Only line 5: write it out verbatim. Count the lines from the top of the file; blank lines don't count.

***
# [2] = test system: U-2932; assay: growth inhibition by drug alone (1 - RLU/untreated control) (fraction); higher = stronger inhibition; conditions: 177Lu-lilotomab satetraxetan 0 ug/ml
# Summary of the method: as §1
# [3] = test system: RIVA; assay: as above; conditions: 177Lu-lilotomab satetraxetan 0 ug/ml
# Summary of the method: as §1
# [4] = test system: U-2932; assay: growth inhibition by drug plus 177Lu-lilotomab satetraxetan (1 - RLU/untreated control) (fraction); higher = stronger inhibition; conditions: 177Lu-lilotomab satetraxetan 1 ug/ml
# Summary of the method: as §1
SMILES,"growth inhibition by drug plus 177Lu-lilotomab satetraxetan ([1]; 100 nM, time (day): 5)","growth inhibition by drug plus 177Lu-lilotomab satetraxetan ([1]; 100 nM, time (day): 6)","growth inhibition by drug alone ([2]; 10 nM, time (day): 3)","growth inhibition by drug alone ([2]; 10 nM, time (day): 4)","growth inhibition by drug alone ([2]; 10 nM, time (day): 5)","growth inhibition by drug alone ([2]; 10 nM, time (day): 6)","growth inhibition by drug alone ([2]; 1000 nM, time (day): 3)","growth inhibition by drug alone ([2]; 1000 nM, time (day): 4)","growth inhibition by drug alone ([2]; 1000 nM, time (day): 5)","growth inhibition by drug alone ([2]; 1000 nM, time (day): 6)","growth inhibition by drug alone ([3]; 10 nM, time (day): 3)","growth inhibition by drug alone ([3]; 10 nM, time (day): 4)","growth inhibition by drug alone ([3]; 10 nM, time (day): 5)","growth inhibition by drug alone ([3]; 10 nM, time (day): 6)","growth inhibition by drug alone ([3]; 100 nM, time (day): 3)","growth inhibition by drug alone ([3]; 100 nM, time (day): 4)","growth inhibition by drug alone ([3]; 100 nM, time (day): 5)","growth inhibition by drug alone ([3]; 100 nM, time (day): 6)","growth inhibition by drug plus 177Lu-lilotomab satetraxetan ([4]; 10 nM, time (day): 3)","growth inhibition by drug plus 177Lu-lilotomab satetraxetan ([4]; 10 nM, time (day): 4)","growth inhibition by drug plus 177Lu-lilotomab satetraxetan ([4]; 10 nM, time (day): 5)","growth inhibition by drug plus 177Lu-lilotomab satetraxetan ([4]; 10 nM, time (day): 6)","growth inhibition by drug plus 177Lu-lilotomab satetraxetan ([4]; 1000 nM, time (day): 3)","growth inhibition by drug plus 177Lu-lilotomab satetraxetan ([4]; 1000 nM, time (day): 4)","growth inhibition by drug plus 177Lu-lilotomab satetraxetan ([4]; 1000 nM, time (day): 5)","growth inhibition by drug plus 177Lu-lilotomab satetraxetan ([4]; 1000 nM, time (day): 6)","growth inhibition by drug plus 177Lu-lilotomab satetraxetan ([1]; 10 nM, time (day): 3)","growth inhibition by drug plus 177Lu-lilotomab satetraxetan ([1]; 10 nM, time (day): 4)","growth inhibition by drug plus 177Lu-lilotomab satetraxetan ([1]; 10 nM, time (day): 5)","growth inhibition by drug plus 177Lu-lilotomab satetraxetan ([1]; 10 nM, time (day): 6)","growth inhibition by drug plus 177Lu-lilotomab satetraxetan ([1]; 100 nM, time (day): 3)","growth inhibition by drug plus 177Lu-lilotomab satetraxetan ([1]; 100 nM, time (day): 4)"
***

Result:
# [4] = test system: U-2932; assay: growth inhibition by drug plus 177Lu-lilotomab satetraxetan (1 - RLU/untreated control) (fraction); higher = stronger inhibition; conditions: 177Lu-lilotomab satetraxetan 1 ug/ml